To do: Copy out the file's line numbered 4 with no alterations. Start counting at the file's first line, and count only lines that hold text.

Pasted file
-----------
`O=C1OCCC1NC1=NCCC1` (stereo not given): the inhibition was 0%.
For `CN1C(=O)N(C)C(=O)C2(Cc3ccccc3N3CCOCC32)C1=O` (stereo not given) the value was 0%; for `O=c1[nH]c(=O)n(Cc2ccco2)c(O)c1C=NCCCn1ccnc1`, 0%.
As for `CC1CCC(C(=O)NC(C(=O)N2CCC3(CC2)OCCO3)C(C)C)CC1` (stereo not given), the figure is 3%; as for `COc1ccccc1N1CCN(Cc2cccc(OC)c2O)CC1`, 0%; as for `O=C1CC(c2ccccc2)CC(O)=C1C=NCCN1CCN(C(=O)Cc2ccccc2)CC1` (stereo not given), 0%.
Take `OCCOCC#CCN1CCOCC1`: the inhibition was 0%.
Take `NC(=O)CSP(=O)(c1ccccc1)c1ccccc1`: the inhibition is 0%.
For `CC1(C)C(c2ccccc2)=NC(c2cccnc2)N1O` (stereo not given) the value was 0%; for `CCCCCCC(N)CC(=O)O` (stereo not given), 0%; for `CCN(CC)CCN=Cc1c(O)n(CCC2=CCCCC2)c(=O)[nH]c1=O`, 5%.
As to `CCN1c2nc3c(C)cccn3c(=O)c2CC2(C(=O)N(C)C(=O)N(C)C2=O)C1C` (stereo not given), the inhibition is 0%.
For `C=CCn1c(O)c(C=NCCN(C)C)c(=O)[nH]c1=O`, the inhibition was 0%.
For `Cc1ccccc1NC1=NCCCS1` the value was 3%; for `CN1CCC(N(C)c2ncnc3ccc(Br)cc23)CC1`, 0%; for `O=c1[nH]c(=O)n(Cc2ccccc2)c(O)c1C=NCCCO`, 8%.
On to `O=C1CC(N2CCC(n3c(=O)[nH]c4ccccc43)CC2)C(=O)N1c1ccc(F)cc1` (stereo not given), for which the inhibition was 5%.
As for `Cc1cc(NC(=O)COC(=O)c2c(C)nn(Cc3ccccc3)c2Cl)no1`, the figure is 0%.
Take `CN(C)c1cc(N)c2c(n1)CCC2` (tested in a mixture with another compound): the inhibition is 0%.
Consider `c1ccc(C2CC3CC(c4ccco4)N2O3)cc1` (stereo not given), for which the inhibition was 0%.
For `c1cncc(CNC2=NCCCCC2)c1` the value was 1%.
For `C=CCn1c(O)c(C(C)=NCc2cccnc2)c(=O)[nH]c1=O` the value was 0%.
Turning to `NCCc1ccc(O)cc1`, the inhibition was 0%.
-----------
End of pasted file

Take `OCCOCC#CCN1CCOCC1`: the inhibition was 0%.